Ashwin Bhavnani Cancer Foundation for Home of Hope
Growing up in the San Francisco Bay Area, Ashwin Bhavnani was introduced to the Home of Hope as child while volunteering there with his mother Neelam Bhavnani. In his early teens he moved to Bangalore, India, with his parents for a few years. It was then that Ashwin experienced firsthand the pain of young underprivileged street children, who stood at street corners with tricks up their sleeves or ran up to air-conditioned cars to peddle their wares.
These children and their distressing situations tugged at his heartstrings. Back in the US, Ashwin wanted to help give a better life to the underprivileged children in India. He also championed the cause of Home of Hope at his workplaces Yahoo and Facebook.
In early 2022, Ashwin was diagnosed with primary CNS lymphoma and thus began his valiant face-off with cancer. During this time, Ashwin thought of the many others who were suffering but could not get the same medical care as he was receiving and expressed a desire to do something for those people.
In August 2023, 33-year-old Ashwin passed away. To honor his memory, the Bhavnani family dedicated the Ashwin Bhavnani Cancer Foundation for Home of Hope to the organization with the dual mission of helping patients of cancer and youth in distress.
Home of Hope gala highlights the horrors of human trafficking
At the gala, Dr. Nilima Sabharwal, Home of Hope founder, introduced Padmashree awardee Dr. Sunitha Krishnan, keynote speaker, who spoke about the scourge of human trafficking. Human trafficking is not just sex trafficking, Krishnan said. Besides labor and sex, the world over, young children are trafficked for reasons such as skin grafting, organ harvesting, and camel jockeying.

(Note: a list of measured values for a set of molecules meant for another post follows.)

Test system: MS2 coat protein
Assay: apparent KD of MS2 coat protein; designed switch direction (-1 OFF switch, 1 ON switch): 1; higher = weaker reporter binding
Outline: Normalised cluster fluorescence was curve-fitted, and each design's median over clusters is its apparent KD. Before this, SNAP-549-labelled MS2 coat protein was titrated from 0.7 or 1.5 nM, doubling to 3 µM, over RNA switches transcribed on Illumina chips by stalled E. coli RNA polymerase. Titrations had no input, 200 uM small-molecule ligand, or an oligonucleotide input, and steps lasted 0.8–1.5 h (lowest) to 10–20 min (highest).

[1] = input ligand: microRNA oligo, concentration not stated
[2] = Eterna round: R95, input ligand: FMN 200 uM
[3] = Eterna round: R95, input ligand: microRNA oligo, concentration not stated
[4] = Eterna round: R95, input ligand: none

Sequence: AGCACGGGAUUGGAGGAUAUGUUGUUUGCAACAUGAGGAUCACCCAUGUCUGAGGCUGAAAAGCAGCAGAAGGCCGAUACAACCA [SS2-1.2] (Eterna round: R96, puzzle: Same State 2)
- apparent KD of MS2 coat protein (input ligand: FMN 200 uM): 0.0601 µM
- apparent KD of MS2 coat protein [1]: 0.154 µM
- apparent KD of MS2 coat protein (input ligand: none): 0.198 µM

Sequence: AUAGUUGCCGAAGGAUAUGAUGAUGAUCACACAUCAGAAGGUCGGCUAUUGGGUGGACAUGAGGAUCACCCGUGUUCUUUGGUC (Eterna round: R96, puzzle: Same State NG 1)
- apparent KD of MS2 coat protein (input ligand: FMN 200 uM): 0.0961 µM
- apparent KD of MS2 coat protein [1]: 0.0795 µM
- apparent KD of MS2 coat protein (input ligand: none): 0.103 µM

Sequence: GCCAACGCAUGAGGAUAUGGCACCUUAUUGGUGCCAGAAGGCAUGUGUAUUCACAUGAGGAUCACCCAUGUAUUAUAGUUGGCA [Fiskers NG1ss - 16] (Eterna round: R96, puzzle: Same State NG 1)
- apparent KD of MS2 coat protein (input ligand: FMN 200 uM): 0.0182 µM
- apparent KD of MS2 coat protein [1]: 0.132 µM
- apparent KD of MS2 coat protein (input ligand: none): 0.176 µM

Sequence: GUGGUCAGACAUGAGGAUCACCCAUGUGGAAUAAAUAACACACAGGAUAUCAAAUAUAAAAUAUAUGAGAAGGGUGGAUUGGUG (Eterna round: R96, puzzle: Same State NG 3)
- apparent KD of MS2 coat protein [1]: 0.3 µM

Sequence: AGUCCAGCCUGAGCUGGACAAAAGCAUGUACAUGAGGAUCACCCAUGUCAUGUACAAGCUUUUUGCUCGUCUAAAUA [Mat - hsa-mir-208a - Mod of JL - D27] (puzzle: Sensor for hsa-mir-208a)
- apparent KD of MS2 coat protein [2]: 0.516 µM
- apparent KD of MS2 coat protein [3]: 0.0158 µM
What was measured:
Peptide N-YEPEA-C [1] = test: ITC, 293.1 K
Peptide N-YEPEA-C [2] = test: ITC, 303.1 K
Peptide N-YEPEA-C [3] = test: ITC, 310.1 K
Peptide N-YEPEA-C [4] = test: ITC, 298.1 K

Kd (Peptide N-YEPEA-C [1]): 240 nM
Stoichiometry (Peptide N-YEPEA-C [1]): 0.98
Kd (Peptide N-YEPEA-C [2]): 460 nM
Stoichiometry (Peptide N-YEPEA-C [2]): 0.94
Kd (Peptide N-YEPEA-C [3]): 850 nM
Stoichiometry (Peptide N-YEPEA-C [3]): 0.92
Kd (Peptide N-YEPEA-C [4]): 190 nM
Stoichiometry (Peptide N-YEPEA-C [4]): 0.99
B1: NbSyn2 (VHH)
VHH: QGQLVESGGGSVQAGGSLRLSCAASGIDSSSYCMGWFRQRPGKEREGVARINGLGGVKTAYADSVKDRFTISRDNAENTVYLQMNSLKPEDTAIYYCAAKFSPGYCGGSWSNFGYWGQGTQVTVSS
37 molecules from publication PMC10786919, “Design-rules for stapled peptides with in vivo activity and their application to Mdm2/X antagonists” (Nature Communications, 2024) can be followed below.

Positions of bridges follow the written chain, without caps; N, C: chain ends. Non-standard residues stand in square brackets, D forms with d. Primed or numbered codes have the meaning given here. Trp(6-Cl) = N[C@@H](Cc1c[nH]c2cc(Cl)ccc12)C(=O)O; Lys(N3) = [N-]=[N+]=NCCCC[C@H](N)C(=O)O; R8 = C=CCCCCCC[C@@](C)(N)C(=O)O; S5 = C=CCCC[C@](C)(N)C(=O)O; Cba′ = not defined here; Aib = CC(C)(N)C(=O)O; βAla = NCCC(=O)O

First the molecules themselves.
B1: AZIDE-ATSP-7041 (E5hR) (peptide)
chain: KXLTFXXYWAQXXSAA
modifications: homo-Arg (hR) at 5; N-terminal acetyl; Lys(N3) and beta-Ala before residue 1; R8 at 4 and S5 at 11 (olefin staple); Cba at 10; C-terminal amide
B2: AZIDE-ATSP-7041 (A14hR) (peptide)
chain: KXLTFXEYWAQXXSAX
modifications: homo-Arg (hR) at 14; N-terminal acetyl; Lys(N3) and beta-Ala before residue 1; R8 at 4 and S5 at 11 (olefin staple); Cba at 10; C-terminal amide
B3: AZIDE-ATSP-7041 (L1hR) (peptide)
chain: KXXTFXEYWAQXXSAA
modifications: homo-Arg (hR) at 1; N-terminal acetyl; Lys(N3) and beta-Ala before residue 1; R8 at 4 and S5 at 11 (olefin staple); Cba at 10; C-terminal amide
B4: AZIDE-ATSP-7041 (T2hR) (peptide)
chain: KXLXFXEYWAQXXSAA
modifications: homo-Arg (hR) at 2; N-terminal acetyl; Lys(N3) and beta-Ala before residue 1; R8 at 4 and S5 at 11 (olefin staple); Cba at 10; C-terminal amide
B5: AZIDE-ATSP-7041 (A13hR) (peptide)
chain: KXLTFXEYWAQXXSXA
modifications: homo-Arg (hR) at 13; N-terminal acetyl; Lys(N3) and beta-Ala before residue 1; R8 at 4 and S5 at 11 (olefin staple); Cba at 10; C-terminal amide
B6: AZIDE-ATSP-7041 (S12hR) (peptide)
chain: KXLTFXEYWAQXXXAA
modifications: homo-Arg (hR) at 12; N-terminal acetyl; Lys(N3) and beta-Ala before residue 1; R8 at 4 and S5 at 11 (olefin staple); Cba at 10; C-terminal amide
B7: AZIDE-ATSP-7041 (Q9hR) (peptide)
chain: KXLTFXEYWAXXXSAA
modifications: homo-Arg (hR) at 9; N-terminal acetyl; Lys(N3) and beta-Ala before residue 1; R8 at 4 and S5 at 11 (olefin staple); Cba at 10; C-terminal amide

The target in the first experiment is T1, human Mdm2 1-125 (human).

Detailing the horrors, Dr. Krishnan explained, “The child is tied to the leg of the camel, the more the child cries the faster the camel runs.” She added, “The youngest victim of human trafficking was one day old”. She also referred to Hyderabad, her home city, where traffickers targeted communities that practiced female infanticide and bought the unborn girls off pregnant women. “If it is a boy, keep him but if it is a girl she is ours, they told the mothers,” said Krishnan.
The global problem of modern-day slavery
Technology has enabled penetration by traffickers into our homes, making everyone vulnerable. “Slavery is a global problem”, said Krishnan. “The United States is one of the largest sources of human trafficking in the world. The buyers and sellers are from this world, our world. They are our brothers, uncles, fathers, etc. They sit among us,“ she added.
Dr. Krishnan’s organization, Prajwala, rescues young girls from sex trafficking. Home of Hope also supports the rehabilitation of the rescued children. Among those at the gala supporting the work of Home of Hope were Rita Sharma, Poongodi Subramanyam, Neelam Bhavnani, Pat Kumar, and Neeti Sandhu.
Youth Volunteers of Home of Hope Win the President’s Volunteer Service Award
The Youth Chapter won the prestigious President’s Volunteer Service Award (PVSA). Winners are Adil Grover, Amora Grover, Keshav Khanna, Asha Durga, Sehaj Singh, Aditya Mathur, Divya Mathur, Avi Taneja, AnyaTaneja, Samika Agarwal, Tara Subramanian, Shamsheer Singh, and Manas Devaki.
“Ashwin visited Home of Hope projects with me for years. He interacted with the children, reading them books, sharing stories of his adventures, and doing yoga with them,” said Neelam as she remembered Ashwin. “He was very proud of our work.”